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June 2020

Air Hygiene part 2: How does my air purifier work?

Written by Nathalie Leblond
Health and Safety, Air Quality

This is the second piece in my two-part series on air quality, and follows on from the first article on why indoor air quality is so important. In a nutshell, indoor air quality (IAQ) has the potential to be far more polluted than outdoor air (for a number of reasons) and when you consider that we spend up to 90% of our lives indoors, it makes sense that if indoor air quality is poor, there will be associated poor health consequences. 

Asthmatic and allergic reactions are just some of these, and can be caused by exposure to the gases, pollen, particulate matter, and micro-organisms found indoors. Because of this, IAQ has become a globally recognised concern, and the trapping and removal of allergens, viruses and bacteria that cause sickness, discomfort, and absenteeism is increasingly becoming a business priority. 

How can we improve IAQ?

According to the EPA, “The most effective ways to improve your indoor air are to reduce or remove the sources of pollutants and to ventilate with clean outdoor air. In addition, research shows that filtration can be an effective supplement to source control and ventilation.”

We know that in a commercial or office environment it may not always be possible to remove the pollutants, nor practical to “ventilate with clean indoor air” - especially in winter. I can just imagine everyone sitting at their desks, shivering, as blasts of rainy, wintery air come in the window… 

So what air filtration technology is available to us to improve indoor air quality?

Air filtration is the removal of particles from the air - also called air purifying.  A good air purifier should filter out harmful airborne particles such as malodours, allergens, bacteria, viruses, spores, mildew, yeast, moulds and VOC’s and thus reduce the level of contamination in the air.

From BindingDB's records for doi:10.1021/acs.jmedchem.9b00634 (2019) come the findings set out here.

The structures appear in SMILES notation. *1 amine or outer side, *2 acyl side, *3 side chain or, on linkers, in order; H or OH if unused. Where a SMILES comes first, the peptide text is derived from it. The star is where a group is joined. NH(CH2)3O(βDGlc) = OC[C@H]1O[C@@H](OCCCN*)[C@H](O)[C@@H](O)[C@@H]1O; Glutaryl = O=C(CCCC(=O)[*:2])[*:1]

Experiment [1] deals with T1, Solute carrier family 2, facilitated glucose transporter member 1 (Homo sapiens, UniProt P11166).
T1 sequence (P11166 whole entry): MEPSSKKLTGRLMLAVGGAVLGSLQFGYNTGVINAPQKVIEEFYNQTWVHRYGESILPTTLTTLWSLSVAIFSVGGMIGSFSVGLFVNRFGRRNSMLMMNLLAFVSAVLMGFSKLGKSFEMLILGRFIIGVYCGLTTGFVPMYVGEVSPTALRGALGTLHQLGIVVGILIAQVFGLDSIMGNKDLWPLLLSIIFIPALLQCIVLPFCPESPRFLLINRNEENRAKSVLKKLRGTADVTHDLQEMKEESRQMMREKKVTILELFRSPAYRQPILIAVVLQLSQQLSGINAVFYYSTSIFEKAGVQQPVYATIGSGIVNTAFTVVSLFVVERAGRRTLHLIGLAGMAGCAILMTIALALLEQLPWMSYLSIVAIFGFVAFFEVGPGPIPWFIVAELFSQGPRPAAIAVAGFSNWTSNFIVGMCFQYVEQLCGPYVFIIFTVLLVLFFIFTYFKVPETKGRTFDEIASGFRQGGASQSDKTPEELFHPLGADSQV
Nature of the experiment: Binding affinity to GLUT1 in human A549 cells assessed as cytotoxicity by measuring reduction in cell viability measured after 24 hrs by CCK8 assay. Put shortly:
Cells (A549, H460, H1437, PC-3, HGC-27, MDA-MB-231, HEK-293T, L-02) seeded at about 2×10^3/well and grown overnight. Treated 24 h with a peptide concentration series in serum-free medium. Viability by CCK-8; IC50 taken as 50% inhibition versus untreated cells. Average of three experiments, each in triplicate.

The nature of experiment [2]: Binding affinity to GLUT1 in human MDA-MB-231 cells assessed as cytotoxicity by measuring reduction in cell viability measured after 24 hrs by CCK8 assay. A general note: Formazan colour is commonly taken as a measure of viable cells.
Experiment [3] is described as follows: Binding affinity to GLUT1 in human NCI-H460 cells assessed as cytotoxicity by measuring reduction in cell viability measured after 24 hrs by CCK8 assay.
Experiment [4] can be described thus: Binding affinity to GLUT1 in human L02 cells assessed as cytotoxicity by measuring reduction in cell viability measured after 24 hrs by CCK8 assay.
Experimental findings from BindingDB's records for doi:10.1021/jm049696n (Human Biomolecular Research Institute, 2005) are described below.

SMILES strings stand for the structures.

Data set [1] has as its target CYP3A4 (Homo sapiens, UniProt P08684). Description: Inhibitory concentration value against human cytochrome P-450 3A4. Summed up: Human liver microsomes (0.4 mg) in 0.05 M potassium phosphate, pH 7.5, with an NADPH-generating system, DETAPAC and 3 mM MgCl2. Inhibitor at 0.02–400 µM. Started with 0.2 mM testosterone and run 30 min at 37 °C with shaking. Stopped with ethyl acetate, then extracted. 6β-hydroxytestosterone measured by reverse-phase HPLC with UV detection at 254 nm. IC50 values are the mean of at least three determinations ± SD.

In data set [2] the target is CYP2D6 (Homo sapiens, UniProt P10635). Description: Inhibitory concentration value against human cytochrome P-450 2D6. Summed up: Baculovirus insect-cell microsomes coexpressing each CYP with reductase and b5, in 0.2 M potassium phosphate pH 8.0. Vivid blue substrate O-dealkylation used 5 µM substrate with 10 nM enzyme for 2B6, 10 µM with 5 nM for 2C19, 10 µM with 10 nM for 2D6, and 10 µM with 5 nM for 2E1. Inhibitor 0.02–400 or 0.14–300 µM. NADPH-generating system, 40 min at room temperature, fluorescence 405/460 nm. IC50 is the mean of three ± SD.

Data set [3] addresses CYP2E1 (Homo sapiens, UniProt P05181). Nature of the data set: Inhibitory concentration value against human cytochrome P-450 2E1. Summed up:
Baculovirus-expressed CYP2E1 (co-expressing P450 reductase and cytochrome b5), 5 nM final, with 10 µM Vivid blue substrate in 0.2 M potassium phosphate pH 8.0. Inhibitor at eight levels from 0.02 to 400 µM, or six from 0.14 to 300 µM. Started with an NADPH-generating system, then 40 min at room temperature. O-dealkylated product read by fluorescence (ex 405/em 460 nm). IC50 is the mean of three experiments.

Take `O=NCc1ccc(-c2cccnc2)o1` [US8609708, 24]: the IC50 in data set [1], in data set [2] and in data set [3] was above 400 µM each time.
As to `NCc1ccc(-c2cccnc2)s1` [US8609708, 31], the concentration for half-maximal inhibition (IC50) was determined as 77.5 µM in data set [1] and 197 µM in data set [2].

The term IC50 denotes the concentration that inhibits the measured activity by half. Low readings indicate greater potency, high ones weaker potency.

How does an air purifier do that?

The answer to that question is dependent on what sort of air purifier you have or are considering getting. At present, HEPA filters and activated carbon filtration systems make up 63% of the market’s offering to remedy poor indoor air quality and are replacing the use of ozone and electrostatic precipitators. Many modern air purification systems use HEPA filters and carbon filtration in conjunction, to ensure optimal filtration.

  • HEPA Filters and Carbon Filtration:

    HEPA filters clean the air by removing 99.97% of harmful particles such as dust, dust mites, allergens, pet dander, bacteria, pollen and mould safely and easily.  HEPA stands for High Efficiency Particulate Air, and is a designation specifically used to describe filters that are able to trap 99.97% of particles that are 0.3 microns (one micron is 1/1000 mm). 0.3 is referred to by scientists as the most penetrating particle size (MPPS) because that size of particle has been found to evade air filters more than other sizes.

    Most modern HEPA filters consist of interlaced glass fibers that are twisted to create a fibrous maze. As particles move through this web, they’re taken out of circulation by either colliding with the fibres, or becoming ensnared. 

    Carbon filtration, on the other hand, absorbs odours and VOC’s. Carbon filters use small pores to capture chemicals, odors, and smoke that a HEPA filter might not catch.

  • Electrostatic precipitators:

An electrostatic precipitator uses electrostatic force to grab and hold dust and other particles. These air purifiers typically first pull air over an initial air filter, then pass the air over an electro-charging process. While they often don’t produce as much ozone as an ozone generator, ozone is a by-product of the air-charging process.